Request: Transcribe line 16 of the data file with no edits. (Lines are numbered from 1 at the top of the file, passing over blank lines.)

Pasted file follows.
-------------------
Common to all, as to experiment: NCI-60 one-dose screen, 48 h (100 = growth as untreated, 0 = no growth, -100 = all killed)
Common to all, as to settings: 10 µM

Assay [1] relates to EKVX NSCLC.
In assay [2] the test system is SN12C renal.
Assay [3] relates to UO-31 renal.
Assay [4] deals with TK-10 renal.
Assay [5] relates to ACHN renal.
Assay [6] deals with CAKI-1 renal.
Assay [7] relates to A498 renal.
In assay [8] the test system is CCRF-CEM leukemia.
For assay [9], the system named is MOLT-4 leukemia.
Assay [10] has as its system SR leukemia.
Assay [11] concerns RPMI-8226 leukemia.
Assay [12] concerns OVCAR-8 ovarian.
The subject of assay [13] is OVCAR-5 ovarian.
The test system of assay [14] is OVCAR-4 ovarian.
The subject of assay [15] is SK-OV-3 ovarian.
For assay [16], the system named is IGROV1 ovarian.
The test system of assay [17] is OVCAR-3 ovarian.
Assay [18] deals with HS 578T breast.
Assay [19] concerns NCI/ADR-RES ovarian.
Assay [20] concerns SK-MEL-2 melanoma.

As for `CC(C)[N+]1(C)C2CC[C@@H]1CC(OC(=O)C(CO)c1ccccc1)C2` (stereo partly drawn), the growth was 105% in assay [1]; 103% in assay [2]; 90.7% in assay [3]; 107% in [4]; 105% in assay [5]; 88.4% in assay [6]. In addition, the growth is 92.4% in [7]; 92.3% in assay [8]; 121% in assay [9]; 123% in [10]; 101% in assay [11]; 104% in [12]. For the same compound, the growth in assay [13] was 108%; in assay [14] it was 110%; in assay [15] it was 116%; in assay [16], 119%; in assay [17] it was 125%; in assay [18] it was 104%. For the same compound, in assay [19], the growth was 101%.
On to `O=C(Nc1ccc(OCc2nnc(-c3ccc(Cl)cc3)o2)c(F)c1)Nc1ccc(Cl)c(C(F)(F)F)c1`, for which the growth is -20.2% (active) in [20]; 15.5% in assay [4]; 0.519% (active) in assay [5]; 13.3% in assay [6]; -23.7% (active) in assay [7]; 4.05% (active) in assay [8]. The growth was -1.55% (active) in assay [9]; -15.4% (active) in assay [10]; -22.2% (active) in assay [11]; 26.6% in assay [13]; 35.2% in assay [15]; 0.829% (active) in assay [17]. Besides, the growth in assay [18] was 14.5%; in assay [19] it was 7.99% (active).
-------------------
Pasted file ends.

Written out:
The test system of assay [14] is OVCAR-4 ovarian.